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Dodger Fans Celebrate - But Be Careful What You Wish For

FILE - In this April 27, 2011, file photo, Los Angeles Dodgers owner Frank McCourt, who is in the middle of a high-stakes divorce and filed for bankruptcy for his team, reacts while talking with reporters after meeting with MLB executives in New York. The All-Star break gave the Dodgers respite from all the turmoil _ divorce, bankruptcy, violence _ that has tarnished a proud franchise. (AP Photo/Mary Altaffer, File)
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Late Tuesday night came words that most Dodger fans had hoped to read or hear for quite some time:

The Los Angeles Dodgers and Major League Baseball announced that they have agreed today to a court supervised process to sell the team and its attendant media rights in a manner designed to realize maximum value for the Dodgers and their owner, Frank McCourt. The Blackstone Group LP will manage the sale process.

While those exact words might not have been what they exactly expected, what they meant was what was hoped for: Frank McCourt is selling the Dodgers.

That’s right. He’s selling it all: the Stadium, the parking lots, the tickets, the Dodger Dogs, the Bermuda grass field, the press box, the scoreboard, the media rights.

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After it was announced that pitcher Clayton Kershaw, centerfielder Matt Kemp and rightfielder Andre Ethier won the Rawling Gold Gloves for defense in their respective positions earlier in the evening, it truly was a night for Dodger fans to celebrate. The nadir of the McCourt era is over!

Of course now is the appropriate time to piss on everyone’s parade.

This is a similar feeling to what fans felt when News Corp, aka Fox, sold the team in 2004. The assholes who traded away Mike Piazza just so they could gain a foothold in the Miami market were going away. It couldn’t get any worse than them.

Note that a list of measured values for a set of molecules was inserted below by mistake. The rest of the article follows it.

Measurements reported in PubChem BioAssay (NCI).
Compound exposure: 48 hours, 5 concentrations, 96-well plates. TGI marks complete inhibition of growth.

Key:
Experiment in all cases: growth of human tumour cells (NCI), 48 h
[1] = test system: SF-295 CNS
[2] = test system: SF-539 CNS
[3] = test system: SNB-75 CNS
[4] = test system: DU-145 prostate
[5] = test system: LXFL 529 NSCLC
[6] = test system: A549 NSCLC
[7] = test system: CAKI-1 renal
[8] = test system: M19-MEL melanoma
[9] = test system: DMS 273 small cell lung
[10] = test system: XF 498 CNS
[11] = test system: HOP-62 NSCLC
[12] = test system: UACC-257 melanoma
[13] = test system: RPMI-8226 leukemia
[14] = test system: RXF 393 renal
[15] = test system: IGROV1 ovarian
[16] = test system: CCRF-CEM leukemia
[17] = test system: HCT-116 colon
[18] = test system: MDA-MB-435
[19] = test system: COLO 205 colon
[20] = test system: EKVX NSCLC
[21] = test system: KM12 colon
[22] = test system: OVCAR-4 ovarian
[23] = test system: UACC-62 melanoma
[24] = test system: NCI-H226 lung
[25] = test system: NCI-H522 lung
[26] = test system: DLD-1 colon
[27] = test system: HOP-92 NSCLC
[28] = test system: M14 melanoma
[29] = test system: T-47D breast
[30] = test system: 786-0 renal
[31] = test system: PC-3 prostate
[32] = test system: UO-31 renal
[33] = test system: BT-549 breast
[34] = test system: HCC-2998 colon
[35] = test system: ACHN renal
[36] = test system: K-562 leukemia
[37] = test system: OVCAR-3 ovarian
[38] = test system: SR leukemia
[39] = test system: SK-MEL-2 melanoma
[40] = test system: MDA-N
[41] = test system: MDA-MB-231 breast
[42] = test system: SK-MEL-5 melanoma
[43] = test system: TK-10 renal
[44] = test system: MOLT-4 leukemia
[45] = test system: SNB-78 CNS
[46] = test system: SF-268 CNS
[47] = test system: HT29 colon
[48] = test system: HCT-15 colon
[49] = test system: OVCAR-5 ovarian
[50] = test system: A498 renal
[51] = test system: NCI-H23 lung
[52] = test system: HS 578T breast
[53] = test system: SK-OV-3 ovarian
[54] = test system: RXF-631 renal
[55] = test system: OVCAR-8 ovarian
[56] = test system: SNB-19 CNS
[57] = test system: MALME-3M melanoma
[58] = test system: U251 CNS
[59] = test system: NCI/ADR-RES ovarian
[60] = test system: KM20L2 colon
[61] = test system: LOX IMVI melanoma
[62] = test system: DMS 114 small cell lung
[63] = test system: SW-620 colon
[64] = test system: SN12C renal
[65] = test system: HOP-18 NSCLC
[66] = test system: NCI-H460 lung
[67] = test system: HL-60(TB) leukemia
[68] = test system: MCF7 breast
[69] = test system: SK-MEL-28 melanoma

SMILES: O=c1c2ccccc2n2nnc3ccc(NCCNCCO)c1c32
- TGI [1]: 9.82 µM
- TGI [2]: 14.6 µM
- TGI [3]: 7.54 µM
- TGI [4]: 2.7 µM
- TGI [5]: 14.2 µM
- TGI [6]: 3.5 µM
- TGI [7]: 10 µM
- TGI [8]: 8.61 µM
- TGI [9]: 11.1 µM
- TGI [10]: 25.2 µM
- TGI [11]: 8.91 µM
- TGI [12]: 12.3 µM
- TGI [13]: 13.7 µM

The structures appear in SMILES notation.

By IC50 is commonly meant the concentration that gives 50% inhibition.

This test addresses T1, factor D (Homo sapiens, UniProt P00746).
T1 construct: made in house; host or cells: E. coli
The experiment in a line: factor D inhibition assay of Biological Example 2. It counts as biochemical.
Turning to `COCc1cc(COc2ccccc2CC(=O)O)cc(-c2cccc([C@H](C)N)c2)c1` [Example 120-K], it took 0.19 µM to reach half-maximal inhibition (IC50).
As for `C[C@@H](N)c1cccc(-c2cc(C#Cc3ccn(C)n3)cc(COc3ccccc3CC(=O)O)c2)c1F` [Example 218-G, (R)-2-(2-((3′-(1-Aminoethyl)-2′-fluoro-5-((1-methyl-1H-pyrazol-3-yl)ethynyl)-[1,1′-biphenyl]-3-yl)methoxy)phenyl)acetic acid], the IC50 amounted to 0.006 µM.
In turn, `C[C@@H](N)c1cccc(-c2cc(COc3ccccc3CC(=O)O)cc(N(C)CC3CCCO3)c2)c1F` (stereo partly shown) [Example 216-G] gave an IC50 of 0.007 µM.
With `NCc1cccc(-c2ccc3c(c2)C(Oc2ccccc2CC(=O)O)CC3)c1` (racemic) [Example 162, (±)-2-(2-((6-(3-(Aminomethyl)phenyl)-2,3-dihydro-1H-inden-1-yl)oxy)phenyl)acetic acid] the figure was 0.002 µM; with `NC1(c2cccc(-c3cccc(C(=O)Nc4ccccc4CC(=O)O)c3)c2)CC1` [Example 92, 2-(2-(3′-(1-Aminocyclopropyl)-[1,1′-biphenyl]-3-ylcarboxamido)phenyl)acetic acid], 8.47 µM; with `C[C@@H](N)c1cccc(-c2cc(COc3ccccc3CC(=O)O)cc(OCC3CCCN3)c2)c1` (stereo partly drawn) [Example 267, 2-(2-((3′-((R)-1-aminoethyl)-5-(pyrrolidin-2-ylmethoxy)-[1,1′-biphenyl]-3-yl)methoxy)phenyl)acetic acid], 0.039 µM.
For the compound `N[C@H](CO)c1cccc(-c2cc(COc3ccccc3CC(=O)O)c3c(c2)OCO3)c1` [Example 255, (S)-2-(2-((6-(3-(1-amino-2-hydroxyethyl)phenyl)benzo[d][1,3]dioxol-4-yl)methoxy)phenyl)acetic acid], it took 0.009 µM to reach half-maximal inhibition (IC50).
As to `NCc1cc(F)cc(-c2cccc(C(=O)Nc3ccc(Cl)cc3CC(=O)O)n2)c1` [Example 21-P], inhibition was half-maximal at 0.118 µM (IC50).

As every Dodger fan has lived through these past years, things certainly got a lot worse.

And so too now, things could get worse from here. The new owner could be only out to make profits and cut payroll to achieve that goal. The new owner could be completely incompetent. The Dodgers could turn into a giant version of the Kansas City Royals or the Jeffrey Loria-era Florida Marlins. Or even worse, the Dodgers could become the Los Angeles Clippers.

It is also worth noting that the Blackstone Group that will be overseeing the sale is the same group that bought Sam Zell’s Equity Office Properties Trust for $39 billion in 2007, the same year Zell bought the Tribune Company which includes the Chicago Tribune and the Los Angeles Times. Oh, that company is in bankruptcy right now. The Blackstone Group also bought the Hilton Hotels, Michaels Stores and Orangina in leveraged buyouts in the last decade. It is unknown if The Blackstone Group will retain any part of the team in managing the sale of the Dodgers.

And to further piss on the parade, it’s unlikely that Dallas Mavericks owner Mark Cuban will buy the team. If MLB Commissioner Bud Selig was dead set against Cuban winning the Texas Rangers in auction in bankruptcy court last year, what makes anyone think Selig will allow that now?

Yes, it is all right to celebrate. But we must keep things in perspective. Just because McCourt is gone does not ensure that things will get better. But because McCourt is gone, there is a chance things will get better, and that is worth celebrating.